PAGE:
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Pregnancy-Associated Stroke
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  • Sharon Holley, Baystate Health
Document Type
Article, Peer-reviewed
Publication Date

Cerebrovascular accident, or stroke, is the fourth leading cause of death for all women and the eighth leading cause of pregnancy-associated death. The physiologic changes of pregnancy increase the risk of cerebrovascular accident for women. With current incidence rates, a facility with 3300 births per year can anticipate caring for one woman with a pregnancy-related stroke at least every 2 years. All maternity care providers must be able to assess women experiencing stroke-like symptoms and initiate timely care to mitigate brain tissue damage, decrease long-term morbidity, and prevent mortality. The 2 main types of stroke, ischemic and hemorrhagic, have similar presenting symptoms but very different pathophysiology and treatment. This article reviews assessment and initial treatment of pregnant and postpartum women experiencing stroke and provides guidance for subsequent maternity and primary care to assist front-line perinatal care providers who may be the first to treat affected women or may resume primary care after diagnosis.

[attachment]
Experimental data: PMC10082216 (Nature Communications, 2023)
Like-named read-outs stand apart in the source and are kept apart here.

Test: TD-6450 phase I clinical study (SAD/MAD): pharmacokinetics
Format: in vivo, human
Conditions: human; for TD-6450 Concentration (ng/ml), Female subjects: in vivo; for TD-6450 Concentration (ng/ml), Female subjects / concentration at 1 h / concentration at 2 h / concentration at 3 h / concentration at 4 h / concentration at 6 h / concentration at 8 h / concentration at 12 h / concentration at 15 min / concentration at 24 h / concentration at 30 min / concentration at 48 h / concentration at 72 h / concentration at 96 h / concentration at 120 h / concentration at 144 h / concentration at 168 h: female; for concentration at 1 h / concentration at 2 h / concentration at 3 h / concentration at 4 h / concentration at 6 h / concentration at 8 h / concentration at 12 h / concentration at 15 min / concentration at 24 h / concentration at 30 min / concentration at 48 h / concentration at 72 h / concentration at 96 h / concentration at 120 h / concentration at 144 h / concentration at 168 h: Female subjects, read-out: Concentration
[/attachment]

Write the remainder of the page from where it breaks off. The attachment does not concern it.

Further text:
Citation Information
Sanders BD, Davis MG, Holley SL, Phillippi JC. Pregnancy-Associated Stroke. J Midwifery Womens Health. 2018 Jan;63(1):23-32.